WASHINGTON -- One-quarter of Americans say they have more medical debt than emergency savings -- and it's a trend that keeps people up at night, according to a new survey.
While 25 percent of people said their medical debts exceed their emergency funds, 55 percent of people are worried they will find themselves overwhelmed by medical debt, according to a Bankrate.com survey.
"These results show that more than half the population feels financially insecure when it comes to health care. This is an issue that affects consumer confidence and the broader economy," Bankrate.com insurance analyst Doug Whiteman said in a news release.
The survey asked more than 1,000 U.S. adults how they are feeling about health care and their personal finances and found that worry levels were the highest among people often in their prime earning years.
Sixty percent of Americans between 30 and 64 are very or extremely worried that they won't have affordable health coverage, compared with 49 percent in other age groups.
One reason for the unease may because people many people who once couldn't get access to health insurance are able to under the Affordable Care Act but are unfamiliar with how health insurance works, says David Cusano, a senior research fellow at Georgetown University's Health Policy Institute in D.C.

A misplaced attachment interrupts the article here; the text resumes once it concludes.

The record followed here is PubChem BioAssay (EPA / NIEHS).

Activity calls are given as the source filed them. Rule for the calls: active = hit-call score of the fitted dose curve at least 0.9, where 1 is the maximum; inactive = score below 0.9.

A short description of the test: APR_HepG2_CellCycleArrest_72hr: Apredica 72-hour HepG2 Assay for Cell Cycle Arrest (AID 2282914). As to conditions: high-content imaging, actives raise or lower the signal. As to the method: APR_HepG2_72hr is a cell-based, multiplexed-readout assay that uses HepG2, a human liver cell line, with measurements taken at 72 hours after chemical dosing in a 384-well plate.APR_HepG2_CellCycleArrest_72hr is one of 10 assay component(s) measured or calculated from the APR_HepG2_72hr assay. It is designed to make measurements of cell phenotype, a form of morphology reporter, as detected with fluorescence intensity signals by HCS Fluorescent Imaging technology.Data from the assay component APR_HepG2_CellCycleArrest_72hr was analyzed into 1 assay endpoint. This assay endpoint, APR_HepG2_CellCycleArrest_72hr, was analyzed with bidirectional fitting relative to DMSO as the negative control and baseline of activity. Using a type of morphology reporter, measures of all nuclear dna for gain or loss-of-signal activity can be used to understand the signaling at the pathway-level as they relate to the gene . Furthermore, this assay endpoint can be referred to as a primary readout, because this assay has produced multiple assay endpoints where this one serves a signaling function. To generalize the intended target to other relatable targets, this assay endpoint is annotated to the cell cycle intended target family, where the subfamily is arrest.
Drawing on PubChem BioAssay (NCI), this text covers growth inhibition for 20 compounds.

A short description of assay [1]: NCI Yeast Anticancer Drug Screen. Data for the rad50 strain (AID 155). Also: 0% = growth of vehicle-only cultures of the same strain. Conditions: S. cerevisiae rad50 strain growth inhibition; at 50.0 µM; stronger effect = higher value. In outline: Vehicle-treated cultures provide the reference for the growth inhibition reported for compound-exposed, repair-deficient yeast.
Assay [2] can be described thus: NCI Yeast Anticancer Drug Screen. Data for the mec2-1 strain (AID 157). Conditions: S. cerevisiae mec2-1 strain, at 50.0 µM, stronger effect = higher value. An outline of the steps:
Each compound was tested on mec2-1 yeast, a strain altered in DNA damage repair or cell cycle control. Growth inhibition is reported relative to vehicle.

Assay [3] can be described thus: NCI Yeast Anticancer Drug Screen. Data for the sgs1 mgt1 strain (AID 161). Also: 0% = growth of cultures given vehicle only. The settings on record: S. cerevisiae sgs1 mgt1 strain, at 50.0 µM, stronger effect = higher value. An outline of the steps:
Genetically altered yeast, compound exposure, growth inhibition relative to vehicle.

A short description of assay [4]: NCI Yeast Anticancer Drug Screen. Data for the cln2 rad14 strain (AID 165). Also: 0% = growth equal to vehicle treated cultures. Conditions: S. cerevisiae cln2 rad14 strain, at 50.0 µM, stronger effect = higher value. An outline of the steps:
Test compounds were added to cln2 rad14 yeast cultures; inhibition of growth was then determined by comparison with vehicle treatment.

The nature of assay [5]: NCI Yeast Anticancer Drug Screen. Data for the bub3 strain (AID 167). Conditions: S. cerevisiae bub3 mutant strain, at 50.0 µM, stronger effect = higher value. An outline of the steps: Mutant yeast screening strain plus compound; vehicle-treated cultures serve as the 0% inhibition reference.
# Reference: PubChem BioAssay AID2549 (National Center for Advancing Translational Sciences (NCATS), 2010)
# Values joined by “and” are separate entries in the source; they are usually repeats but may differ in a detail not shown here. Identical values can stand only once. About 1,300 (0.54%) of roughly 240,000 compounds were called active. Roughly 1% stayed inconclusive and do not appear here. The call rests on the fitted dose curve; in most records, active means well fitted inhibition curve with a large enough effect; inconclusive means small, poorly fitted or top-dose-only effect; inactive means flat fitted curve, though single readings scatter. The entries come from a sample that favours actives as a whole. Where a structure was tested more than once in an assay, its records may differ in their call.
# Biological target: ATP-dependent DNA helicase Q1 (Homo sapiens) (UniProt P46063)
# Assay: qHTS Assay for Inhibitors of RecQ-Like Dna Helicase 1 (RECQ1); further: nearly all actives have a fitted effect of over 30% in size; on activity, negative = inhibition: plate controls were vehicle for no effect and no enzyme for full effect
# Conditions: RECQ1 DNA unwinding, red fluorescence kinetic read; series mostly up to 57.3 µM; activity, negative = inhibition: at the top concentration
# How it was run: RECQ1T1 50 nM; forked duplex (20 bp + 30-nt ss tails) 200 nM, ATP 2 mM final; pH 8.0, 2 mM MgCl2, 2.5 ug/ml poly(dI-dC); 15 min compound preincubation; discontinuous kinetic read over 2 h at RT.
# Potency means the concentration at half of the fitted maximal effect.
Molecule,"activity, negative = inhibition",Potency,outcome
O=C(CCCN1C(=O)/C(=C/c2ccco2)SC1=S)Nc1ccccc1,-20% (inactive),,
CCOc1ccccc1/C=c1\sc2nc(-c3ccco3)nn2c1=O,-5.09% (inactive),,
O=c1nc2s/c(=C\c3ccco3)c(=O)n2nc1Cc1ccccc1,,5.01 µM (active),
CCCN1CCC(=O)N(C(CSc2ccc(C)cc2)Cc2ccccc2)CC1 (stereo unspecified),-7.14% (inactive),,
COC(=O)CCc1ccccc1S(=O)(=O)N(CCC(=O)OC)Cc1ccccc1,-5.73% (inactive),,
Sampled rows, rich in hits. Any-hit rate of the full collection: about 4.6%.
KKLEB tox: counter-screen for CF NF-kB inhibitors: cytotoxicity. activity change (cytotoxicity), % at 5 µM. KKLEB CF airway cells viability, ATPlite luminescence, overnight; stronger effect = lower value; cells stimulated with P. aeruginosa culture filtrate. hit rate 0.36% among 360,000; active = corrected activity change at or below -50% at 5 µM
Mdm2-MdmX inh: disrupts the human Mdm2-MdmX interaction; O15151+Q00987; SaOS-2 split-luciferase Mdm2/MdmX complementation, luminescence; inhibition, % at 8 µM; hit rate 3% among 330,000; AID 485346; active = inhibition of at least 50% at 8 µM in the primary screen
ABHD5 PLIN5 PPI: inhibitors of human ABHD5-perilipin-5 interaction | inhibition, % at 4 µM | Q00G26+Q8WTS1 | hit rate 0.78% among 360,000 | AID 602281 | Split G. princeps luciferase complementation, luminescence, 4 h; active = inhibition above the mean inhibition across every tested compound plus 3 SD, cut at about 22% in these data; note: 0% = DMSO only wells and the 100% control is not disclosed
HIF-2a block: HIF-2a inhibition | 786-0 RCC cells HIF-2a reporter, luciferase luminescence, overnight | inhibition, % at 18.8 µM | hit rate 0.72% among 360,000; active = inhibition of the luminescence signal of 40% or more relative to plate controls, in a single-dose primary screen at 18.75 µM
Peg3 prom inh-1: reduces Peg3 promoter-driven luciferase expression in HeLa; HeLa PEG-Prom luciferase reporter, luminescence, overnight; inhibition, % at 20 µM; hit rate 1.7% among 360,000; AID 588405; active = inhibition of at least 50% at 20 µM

"With the Affordable Care Act, anybody who now wants insurance can get it," Cusano said in a news release.
"The question now becomes: 'Can I afford to use it?' When you think about people confronting out-of-pocket maximums at around $7,000 or deductibles of $5,000 for a family, that's a lot of money. You throw prescription drug co-pays into the mix, and I can see where you would be worried."
How much should people have in emergency savings?
While it's different for everyone, Gail Cunningham, spokeswoman for the National Foundation for Credit Counseling in D.C., says people "can't afford not to save."
She says it is recommended to keep nine months to one year of income in an emergency fund in case of job loss.
"People are often out of work now for as long as nine months, and if they don't have savings, they live on credit. So when they replace their job, they are behind because now they have debt to repay," Cunningham told Bankrate.com.
Scott Cramer, president of a Florida financial planning firm, recommends having an emergency fund of three to nine months' worth of expenses -- but it should reflect your needs.
"It's a common mistake to underestimate your expenses or to just think about fixed expenses such as a mortgage," Cramer said to Bankrate.com.
"I suggest people look at what they are spending on everything, including gas, food and child care, then estimate how much they will need."
The Bankrate.com survey was conducted between Aug. 21 and Aug. 24. The margin of error is plus or minus 3.6 percentage points.
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